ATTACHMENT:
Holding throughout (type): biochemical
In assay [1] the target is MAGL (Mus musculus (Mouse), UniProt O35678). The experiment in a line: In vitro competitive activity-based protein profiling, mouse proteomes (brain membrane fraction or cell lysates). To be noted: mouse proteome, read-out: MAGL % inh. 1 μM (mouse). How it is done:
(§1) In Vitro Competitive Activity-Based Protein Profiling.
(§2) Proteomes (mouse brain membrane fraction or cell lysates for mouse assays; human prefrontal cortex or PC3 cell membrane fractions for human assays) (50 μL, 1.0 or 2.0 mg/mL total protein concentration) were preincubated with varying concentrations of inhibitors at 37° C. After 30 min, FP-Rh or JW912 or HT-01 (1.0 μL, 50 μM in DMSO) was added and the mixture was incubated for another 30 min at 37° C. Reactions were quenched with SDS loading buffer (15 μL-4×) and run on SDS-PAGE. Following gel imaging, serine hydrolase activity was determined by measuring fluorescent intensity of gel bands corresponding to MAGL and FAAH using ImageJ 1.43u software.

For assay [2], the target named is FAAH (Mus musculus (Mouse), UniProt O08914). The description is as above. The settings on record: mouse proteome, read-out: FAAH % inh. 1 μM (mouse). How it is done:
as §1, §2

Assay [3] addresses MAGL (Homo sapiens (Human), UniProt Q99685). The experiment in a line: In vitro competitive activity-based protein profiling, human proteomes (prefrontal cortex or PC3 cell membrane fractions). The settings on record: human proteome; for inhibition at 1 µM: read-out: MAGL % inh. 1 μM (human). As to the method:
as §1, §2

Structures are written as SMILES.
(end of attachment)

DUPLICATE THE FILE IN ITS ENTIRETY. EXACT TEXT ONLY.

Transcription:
Holding throughout (type): biochemical
In assay [1] the target is MAGL (Mus musculus (Mouse), UniProt O35678). The experiment in a line: In vitro competitive activity-based protein profiling, mouse proteomes (brain membrane fraction or cell lysates). To be noted: mouse proteome, read-out: MAGL % inh. 1 μM (mouse). How it is done:
(§1) In Vitro Competitive Activity-Based Protein Profiling.
(§2) Proteomes (mouse brain membrane fraction or cell lysates for mouse assays; human prefrontal cortex or PC3 cell membrane fractions for human assays) (50 μL, 1.0 or 2.0 mg/mL total protein concentration) were preincubated with varying concentrations of inhibitors at 37° C. After 30 min, FP-Rh or JW912 or HT-01 (1.0 μL, 50 μM in DMSO) was added and the mixture was incubated for another 30 min at 37° C. Reactions were quenched with SDS loading buffer (15 μL-4×) and run on SDS-PAGE. Following gel imaging, serine hydrolase activity was determined by measuring fluorescent intensity of gel bands corresponding to MAGL and FAAH using ImageJ 1.43u software.

For assay [2], the target named is FAAH (Mus musculus (Mouse), UniProt O08914). The description is as above. The settings on record: mouse proteome, read-out: FAAH % inh. 1 μM (mouse). How it is done:
as §1, §2

Assay [3] addresses MAGL (Homo sapiens (Human), UniProt Q99685). The experiment in a line: In vitro competitive activity-based protein profiling, human proteomes (prefrontal cortex or PC3 cell membrane fractions). The settings on record: human proteome; for inhibition at 1 µM: read-out: MAGL % inh. 1 μM (human). As to the method:
as §1, §2

Structures are written as SMILES.